Stakeholder capitalism – finding common ground
To cater to the stakeholder needs and to build in-depth, meaningful, decision worthy disclosures that establishes continuous dialogue between stakeholders- both internal and external, there here has been gradual and parallel evolution in the global reporting landscape of ESG. The evolving reporting landscape demands increased granularity in data, enhanced metrics for performance measurement, forecasting, equal rigour of financial and non-financial assessment, and board level demonstration of commitment towards impact, its measurement and monitoring. This evolution has the potential to bring about the systemic transition in ESG reporting enabling best practices across boards and creating long term value.
An important initiative in this direction was launched at WEF’s fourth annual Sustainable Development Impact Summit in September 2020, where a set of universal ESG metrics and disclosures were released to measure stakeholder capitalism that companies can report on regardless of their industry or region. The ‘Measuring Stakeholder Capitalism’ Framework was endorsed by the International Business Council (IBC), a community of over 120 global CEOs, and developed in collaboration with Big 4 consulting firms including EY, after an extensive consultation process.
Measuring the long-term value
It has been broadly recognized that while we live in an era of new challenges and new priorities, most businesses worldwide continue to report to financial markets using decades old accounting principles and standards. These do not adequately capture the growing proportion of value which companies create across intangible aspects of their business model which can be captured through proper Non-financial reporting practices.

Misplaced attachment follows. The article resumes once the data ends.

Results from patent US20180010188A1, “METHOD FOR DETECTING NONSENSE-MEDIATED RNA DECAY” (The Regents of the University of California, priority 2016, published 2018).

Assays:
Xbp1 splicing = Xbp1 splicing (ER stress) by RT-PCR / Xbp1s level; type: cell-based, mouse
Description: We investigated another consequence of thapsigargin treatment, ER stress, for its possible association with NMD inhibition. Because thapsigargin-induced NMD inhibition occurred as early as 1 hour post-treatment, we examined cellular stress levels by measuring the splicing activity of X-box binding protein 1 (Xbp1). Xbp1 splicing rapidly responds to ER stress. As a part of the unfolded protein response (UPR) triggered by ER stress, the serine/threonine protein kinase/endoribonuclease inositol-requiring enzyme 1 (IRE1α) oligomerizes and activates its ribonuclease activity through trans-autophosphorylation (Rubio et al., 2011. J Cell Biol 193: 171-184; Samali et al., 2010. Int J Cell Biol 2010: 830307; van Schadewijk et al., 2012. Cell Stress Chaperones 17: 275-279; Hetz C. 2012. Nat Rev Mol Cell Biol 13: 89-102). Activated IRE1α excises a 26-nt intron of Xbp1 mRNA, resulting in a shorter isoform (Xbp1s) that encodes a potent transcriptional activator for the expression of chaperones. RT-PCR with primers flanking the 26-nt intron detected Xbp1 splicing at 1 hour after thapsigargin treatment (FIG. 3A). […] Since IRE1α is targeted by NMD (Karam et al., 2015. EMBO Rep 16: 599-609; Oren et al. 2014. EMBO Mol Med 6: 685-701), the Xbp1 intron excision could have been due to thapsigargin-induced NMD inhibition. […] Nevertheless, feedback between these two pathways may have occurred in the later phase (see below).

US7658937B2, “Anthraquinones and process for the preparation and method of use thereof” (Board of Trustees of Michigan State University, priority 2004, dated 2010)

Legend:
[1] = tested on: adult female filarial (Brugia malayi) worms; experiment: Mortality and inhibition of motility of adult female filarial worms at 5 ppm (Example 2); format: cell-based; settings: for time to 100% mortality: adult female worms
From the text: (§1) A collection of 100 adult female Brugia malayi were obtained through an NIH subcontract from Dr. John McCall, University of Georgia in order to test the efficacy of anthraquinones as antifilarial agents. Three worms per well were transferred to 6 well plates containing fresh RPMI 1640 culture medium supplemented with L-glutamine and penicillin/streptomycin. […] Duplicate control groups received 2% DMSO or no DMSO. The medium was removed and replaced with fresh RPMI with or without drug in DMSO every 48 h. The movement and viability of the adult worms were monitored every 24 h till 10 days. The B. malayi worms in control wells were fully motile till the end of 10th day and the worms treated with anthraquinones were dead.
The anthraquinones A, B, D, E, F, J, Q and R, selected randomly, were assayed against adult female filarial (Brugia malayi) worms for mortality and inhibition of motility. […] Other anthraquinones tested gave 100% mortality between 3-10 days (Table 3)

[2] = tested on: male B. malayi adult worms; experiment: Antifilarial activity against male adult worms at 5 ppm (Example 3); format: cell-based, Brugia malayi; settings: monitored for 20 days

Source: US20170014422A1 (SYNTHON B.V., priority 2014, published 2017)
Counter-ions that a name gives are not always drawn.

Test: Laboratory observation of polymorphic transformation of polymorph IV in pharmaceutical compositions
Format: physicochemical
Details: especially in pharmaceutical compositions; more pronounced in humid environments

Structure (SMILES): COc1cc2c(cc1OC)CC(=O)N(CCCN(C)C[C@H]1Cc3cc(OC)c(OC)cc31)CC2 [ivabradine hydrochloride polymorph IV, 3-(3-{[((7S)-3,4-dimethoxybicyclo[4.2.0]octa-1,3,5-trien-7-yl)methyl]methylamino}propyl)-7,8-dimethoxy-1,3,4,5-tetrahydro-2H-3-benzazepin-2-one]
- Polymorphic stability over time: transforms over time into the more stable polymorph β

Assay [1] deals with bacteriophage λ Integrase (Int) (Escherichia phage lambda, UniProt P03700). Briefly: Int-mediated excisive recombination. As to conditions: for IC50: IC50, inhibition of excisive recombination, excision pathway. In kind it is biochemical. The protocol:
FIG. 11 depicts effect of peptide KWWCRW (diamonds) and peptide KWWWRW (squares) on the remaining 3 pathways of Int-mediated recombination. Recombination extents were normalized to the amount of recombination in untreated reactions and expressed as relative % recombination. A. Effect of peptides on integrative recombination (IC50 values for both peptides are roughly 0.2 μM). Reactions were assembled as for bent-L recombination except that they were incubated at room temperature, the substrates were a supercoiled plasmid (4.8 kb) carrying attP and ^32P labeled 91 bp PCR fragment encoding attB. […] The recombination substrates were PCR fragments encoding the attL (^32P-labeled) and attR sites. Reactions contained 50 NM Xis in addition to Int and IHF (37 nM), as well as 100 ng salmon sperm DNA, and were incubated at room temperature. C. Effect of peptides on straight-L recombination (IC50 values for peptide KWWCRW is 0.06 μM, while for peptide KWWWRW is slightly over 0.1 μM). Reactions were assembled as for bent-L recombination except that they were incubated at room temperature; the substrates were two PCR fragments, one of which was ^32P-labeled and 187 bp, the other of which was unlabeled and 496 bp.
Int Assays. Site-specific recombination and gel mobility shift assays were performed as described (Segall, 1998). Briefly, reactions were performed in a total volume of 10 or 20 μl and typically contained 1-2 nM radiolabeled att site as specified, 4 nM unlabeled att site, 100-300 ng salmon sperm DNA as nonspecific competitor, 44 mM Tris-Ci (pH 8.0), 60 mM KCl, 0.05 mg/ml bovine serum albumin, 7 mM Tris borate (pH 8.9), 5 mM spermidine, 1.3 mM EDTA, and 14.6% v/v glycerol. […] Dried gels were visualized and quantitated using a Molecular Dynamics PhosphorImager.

As a response to this challenge, Coalition for Inclusive Capitalism launched the Embankment Project for Inclusive Capitalism (EPIC) together with EY and over 30 companies, asset managers and asset owners, with approximately USD 30 trillion of assets under management. They came together in pursuit of a single goal: to identify and create new metrics to measure and demonstrate long-term value to financial markets. EPIC’s Long-Term Value Framework provides an outline companies can adapt to identify and measure company-relevant key value drivers and to develop non-financial metrics that can help gauge value and value creation.
The Indian context – business responsibility and sustainability reporting
The growing trend of interest in non-financial performance and reporting worldwide is reflected among Indian corporates too. The most common means of ESG or sustainability reporting among companies in India is through publication of annual sustainability reports and integrated annual reports, based on the GRI Standards and the Integrated Reporting Framework respectively.
While the push for increased disclosure is mainly being driven by customers and investors or on account of a company’s own sustainability agenda, the role of regulators has so far been limited. The principal regulatory framework driving sustainability related disclosures has been the Business Responsibility Report (BRR) driven by the markets regulator Securities and Exchange Board of India (SEBI), under which the top 1000 listed companies by market capitalization are required to annually file information against a prescribed format to the stock exchanges as part of their annual reports.